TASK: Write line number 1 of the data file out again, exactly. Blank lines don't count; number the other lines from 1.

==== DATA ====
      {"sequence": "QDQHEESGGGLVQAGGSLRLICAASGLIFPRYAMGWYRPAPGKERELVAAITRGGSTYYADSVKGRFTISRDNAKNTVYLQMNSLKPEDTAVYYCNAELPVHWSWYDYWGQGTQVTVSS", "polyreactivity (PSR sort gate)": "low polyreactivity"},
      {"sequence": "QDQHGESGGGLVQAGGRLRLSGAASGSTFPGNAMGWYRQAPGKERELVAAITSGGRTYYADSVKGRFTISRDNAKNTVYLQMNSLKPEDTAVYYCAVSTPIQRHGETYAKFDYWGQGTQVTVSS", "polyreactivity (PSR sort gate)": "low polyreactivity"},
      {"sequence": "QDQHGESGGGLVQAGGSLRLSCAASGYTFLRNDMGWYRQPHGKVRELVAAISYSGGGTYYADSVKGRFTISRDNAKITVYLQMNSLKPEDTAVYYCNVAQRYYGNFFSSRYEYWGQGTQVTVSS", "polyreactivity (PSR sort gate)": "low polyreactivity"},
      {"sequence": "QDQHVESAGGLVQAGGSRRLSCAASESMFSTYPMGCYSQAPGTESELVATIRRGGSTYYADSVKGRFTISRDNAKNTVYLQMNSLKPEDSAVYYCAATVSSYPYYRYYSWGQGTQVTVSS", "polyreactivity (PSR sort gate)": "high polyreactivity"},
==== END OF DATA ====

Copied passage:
      {"sequence": "QDQHEESGGGLVQAGGSLRLICAASGLIFPRYAMGWYRPAPGKERELVAAITRGGSTYYADSVKGRFTISRDNAKNTVYLQMNSLKPEDTAVYYCNAELPVHWSWYDYWGQGTQVTVSS", "polyreactivity (PSR sort gate)": "low polyreactivity"},